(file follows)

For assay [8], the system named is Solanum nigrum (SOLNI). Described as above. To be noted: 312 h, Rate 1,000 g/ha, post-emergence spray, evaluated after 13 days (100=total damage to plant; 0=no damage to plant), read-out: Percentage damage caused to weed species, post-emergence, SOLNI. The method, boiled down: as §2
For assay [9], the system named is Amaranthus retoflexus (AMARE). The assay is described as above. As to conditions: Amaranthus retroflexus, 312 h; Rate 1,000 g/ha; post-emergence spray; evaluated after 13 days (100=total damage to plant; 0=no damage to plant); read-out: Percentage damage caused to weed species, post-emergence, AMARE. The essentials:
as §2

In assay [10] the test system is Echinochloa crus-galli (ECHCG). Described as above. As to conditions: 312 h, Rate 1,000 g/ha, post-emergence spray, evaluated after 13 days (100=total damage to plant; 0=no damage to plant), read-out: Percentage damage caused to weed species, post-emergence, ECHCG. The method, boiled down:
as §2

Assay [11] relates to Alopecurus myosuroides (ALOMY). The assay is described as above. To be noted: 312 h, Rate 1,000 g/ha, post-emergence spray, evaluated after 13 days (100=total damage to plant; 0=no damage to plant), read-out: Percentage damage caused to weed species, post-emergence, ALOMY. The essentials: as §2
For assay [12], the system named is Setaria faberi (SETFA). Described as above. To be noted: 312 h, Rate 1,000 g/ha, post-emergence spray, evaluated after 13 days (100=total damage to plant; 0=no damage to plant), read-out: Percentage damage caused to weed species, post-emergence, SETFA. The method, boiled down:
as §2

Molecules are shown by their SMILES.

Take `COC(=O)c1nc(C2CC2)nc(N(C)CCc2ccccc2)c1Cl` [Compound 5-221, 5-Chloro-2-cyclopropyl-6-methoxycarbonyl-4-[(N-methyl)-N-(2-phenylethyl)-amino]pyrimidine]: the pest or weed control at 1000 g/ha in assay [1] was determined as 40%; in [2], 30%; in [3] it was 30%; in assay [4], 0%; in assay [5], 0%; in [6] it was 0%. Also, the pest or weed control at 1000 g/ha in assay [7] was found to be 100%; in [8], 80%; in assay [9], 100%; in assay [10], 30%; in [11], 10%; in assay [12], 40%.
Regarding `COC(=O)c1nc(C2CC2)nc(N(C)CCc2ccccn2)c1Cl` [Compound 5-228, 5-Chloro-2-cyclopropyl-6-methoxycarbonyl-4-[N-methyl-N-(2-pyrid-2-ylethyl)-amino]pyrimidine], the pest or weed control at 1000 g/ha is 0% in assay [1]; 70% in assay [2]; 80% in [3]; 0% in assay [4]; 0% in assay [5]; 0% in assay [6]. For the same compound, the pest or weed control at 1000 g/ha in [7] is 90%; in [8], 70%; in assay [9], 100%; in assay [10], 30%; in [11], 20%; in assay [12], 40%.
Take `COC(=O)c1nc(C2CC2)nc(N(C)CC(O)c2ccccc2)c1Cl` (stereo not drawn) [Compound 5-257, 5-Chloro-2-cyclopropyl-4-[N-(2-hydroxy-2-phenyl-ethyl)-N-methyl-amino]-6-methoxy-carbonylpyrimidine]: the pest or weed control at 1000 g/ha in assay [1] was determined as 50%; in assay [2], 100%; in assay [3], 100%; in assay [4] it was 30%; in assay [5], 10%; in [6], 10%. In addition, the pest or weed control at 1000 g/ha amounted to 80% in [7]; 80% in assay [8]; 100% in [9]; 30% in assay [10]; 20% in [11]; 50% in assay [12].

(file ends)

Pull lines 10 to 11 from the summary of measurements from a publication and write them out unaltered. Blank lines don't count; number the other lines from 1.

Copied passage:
Take `COC(=O)c1nc(C2CC2)nc(N(C)CCc2ccccc2)c1Cl` [Compound 5-221, 5-Chloro-2-cyclopropyl-6-methoxycarbonyl-4-[(N-methyl)-N-(2-phenylethyl)-amino]pyrimidine]: the pest or weed control at 1000 g/ha in assay [1] was determined as 40%; in [2], 30%; in [3] it was 30%; in assay [4], 0%; in assay [5], 0%; in [6] it was 0%. Also, the pest or weed control at 1000 g/ha in assay [7] was found to be 100%; in [8], 80%; in assay [9], 100%; in assay [10], 30%; in [11], 10%; in assay [12], 40%.
Regarding `COC(=O)c1nc(C2CC2)nc(N(C)CCc2ccccn2)c1Cl` [Compound 5-228, 5-Chloro-2-cyclopropyl-6-methoxycarbonyl-4-[N-methyl-N-(2-pyrid-2-ylethyl)-amino]pyrimidine], the pest or weed control at 1000 g/ha is 0% in assay [1]; 70% in assay [2]; 80% in [3]; 0% in assay [4]; 0% in assay [5]; 0% in assay [6]. For the same compound, the pest or weed control at 1000 g/ha in [7] is 90%; in [8], 70%; in assay [9], 100%; in assay [10], 30%; in [11], 20%; in assay [12], 40%.